As we look at the recent flow of investment in smart buildings in recent weeks, we look back at last May when we launched our monthly Buildings Analyst Call Series with a panel focused on Covid-19’s impact on the Smart Buildings segment and what emerging building technologies might gain more adoption in the short and long term. For the discussion, we invited:
We asked each panelist about what they were working on and seeing in relation to Covid and smart buildings. The whole recording and the recordings of our other analysts calls are available to under our research tab. However, here is a quick look at what they had to say:
Focus on Technology that Helps Optimize Air Flow – Oliver Baumann, President at Baumann Consulting
Oliver Buamann of Baumann Counsulting pointed us to technology that helps manage and optimize air flow, ventilation rates, and flushing more outdoor air into buildings. Beyond optimization the import of outdoor air in buildings, Baumann’s group has been increasingly asked to look at models to ensure that air pressurization is optimized in confined areas such as bathrooms and also open areas such as open floor plan areas to ensure that air is flushed out of buildings. All of this analysis means more work around the HVAC systems in our buildings.
For the long term, he predicted increasing importance in being able to monitor the performance of buildings, air flow and otherwise and also, he saw more focus on resiliency, being able to shut down and restart buildings, and a focus on existing, older buildings and the indoor air quality in those older buildings. He also pointed out the opportunity in advances in cleaning and maintaining buildings.
Focus on Efforts to Create Social Distancing, Versus Facilitating “Social Collisions” – Shrikant Sharma, Director of Analytics, Buro Happold
Shrikant Sharma, from Buro Happold, spoke about their efforts to provide people more and better analytics to help people have confidence about the environments they are putting people into. In particular, he spoke about how they have moved from technology to help people optimize “social collision” in the work place with the goal of fostering greater communication and collaboration. Now, they are leveraging technology to help people understand how socially distanced people are likely to be as they re-enter space. He walked us through technologies that help them understand what social distancing in a space looks like as levels of occupancy vary.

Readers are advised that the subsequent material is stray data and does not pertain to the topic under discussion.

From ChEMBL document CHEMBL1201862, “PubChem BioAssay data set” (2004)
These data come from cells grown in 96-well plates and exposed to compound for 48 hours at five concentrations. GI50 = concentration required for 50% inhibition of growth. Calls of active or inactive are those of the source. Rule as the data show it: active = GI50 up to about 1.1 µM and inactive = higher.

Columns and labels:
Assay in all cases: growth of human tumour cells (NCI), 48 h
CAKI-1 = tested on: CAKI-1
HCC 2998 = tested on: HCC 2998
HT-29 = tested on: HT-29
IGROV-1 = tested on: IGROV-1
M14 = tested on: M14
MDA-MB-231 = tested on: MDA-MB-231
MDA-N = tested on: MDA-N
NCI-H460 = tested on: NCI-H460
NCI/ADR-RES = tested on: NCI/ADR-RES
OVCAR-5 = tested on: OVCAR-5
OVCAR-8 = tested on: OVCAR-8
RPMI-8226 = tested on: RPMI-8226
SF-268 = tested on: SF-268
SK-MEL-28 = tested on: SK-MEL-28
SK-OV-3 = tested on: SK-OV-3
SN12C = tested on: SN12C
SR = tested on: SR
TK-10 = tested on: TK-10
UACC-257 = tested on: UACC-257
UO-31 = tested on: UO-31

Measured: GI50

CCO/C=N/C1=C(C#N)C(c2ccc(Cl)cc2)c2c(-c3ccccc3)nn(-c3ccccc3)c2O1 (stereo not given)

Longer term, he saw a focus on the changing levels of connectivity in the workplace and how that may change the layouts and functions of workspaces. Places like meeting rooms, classrooms, airport terminals, museums, theaters and other buildings will receive new scrutiny, as we think about the future we want to create. Dedicated outdoor air systems are also areas where he sees opportunities, not only to opportunities to create higher quality environments, but also more energy efficient environments. He also alluded to digital occupancy management systems the empower building users by giving them more control over their environments.
Focus on Some of the Non-Traditional Ways Construction Companies Like DPR Are Providing Service to Customers – Scott Sass, Special Services Group Leader, DPR
Scott Sass of DPR talked about how much more attention there is to building commissioning and the benefits of having in-house commisioning capabilities. He described his experience of leading a “tiger team” or focus group of forty people across the company to lead DPR’s restart plan. He is now working with customers, consulting around developing restart plans as a unique service. Longer term, they see demand for Well Building Technology and also a significant expansion of low voltage related work in everything from video conferencing, wifi networks, space monitoring, security, air quality, log in kiosks, auto operators on doors, hands free functions on kitchen appliances and restroom fixtures, and more. He also pointed to an increase in ability to access and even maintain building maintenance equipment, remotely.
Each of these perspectives speaks to opportunities for new and changing services, solutions, and products. It appears that the Covid outbreak has truly created a higher sense of urgency around higher performing buildings. We will continue to dig into those questions in the weeks and months to come.